monad


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  • noun

Synonyms for monad

(chemistry) an atom having a valence of one

a singular metaphysical entity from which material properties are said to derive

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(biology) a single-celled microorganism (especially a flagellate protozoan)

References in periodicals archive ?
Since cytokinesis in the genus Passiflora is of the simultaneous type, that is, it occurs at the end of Telophase II, chromosome stickiness verified during the meiosis phases that precede cytoplasm cleavage may have caused failure in the cytokinesis process, forming triads, dyads and monads (Figure 3B-F).
It was understandable that Hills should fancy the Miralgo colt as he shared his sire with Golden Monad, but the other buy seemed more speculative.
The median distance between a population and its nearest occupied monad was significantly different (Z = -3.83, P<0.001) within Epping Forest (median distance: 1.0 km, min/max: 1.0-3.6 km) and outside it (median distance: 4.1 km, min/max: 1.0-24.8 km).
In the ongoing debate over the appropriate size and purpose of the nuclear arsenal, abolitionists--clearly in the ascendency--make six basic arguments that would ultimately lead to creation of a nuclear monad before reaching total disarmament: (5)
Leibniz continued his promotion of exchange with China and Russia as well as of Christian reconciliation, deepened (without finishing) his research on medieval sources for the Guelph history, and published several key philosophical treatises--two pamphlets on monads and the Essays on Theodicy.
Leibniz first drew attention to fact that "the monad as absolute interiority, as an inner surface with only one side, nonetheless has another side, or a minimum of outside, a strictly complementary form of Outside." This other side, however, was not "exterior to the monad, but [w]as the exterior or outside of its own interiority: a partition, a supple and adherent membrane coextensive with everything inside.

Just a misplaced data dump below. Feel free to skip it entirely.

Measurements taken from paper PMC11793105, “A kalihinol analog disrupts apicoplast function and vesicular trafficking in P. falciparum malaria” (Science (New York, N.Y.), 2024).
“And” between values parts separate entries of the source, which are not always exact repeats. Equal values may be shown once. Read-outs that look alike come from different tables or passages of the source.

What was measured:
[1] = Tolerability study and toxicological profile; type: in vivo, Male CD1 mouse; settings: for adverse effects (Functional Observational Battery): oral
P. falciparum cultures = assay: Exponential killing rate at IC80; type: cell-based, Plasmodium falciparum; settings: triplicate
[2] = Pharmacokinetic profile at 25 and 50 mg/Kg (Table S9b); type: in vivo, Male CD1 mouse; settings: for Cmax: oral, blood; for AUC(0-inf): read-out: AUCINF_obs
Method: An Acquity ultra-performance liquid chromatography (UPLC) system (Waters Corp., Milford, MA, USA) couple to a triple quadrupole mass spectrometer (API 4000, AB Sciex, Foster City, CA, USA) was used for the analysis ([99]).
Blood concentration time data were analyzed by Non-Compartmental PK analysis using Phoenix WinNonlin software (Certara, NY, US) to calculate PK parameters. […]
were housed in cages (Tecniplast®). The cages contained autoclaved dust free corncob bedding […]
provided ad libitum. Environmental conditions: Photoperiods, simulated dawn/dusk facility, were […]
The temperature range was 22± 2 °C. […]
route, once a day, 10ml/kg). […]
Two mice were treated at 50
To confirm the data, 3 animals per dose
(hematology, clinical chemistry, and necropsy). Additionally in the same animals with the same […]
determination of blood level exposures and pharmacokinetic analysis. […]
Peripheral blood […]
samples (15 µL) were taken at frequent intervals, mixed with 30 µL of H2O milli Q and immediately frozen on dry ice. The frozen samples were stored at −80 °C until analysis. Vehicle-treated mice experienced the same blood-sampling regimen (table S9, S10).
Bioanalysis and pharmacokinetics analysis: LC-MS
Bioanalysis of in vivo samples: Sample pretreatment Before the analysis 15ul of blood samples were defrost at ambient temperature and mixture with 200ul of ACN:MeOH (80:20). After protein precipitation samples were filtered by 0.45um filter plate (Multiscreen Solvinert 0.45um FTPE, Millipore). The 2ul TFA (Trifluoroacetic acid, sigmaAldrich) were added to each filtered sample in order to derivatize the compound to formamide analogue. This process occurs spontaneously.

Here, he mentions in passing the monad, but plows right over it, focusing instead on historical facts about the former sorts of items.
In turn, we too become reframed standing before its mammoth dimensions, drawn into Leibniz's "windowless," self-enclosed monad of Baroque theater, emptied of all content and detached from fixed perspective.
247-49), which is plausible if the order and connection between Spinoza's modes of extension and modes of thought is the same as the pre-established harmony between a mind-like monad and its corresponding extended monad.
(11) "Indeed, each Monad must be different from every other.
As a rule, the protagonist is, in Dolezel's terms, an "epistemic monad" and always finds the conditions of his or her habitation disagreeable and uncommon.
--Of all the new products that Microsoft has made available in beta release over the past year, Monad might be the least known.
These stand her in good stead as she recalls her readers to the meaning of marriage and its significance in Catholicism; for the technological dungeon in which the disembodied monad has been cast can be escaped only by knowing and loving another person.
Leibniz is often read as being a superessentialist holding that every feature of a monad is included in its complete concept and is therefore necessary to it in every philosophically interesting sense of the term 'necessary' but one.
Like Wragg, Barry Hills is a Chester specialist and Private Charter can give the Lambourn maestro his 12th Philip Leverhulme Dee Stakes - his first being 32 years ago with Golden Monad.